There's new reading material for those interested in how the National Security Agency has been supposedly secretly monitoring phone calls, e-mails and Internet sessions since 2003 without a warrant or court supervision.
Earlier this week, an electronic privacy supporting group made available this 8-page declaration (here in PDF) by Mark Klein, a former AT&T technician.
He claims firsthand knowledge of how the NSA set up secret rooms in AT&T facilities to capture and monitor lots of electronic communiques and Web site visits. The rooms themselves were off-limits to anyone outside the NSA.
The allegations have outraged Internet users because, it's alleged, the NSA was doing this without any court oversight. Meanwhile, others see the NSA's alleged actions as the cost of defending the nation. Internet companies, including search giant Google, are all caught in the rhetorical and legal crossfire.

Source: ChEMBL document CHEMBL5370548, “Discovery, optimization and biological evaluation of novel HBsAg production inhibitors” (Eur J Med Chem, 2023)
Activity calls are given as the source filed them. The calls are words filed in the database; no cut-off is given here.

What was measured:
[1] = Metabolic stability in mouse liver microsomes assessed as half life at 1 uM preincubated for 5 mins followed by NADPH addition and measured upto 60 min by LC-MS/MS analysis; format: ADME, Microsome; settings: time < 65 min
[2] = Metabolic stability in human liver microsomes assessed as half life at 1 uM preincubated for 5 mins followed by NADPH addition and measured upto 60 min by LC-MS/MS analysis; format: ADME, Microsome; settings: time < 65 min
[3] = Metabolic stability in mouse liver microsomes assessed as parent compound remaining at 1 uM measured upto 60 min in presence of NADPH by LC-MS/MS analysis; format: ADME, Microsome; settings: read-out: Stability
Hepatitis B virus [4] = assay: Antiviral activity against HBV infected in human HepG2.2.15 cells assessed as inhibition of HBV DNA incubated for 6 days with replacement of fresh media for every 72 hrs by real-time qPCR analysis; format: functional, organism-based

Klein's declaration is heavily redacted as the result of a court order. Unabridged versions of Klein's story have been published on the Internet by Wired.com, and are available by clicking here (PDF).
Since the alleged NSA operation became a public matter, there have been about 20 lawsuits filed against AT&T, the NSA and other telcos that are said to be participating in some way.
The Klein documents are at the heart of one of those suits, filed by San Francisco-based Electronic Frontier Foundation.
AT&T has denied any wrongdoing.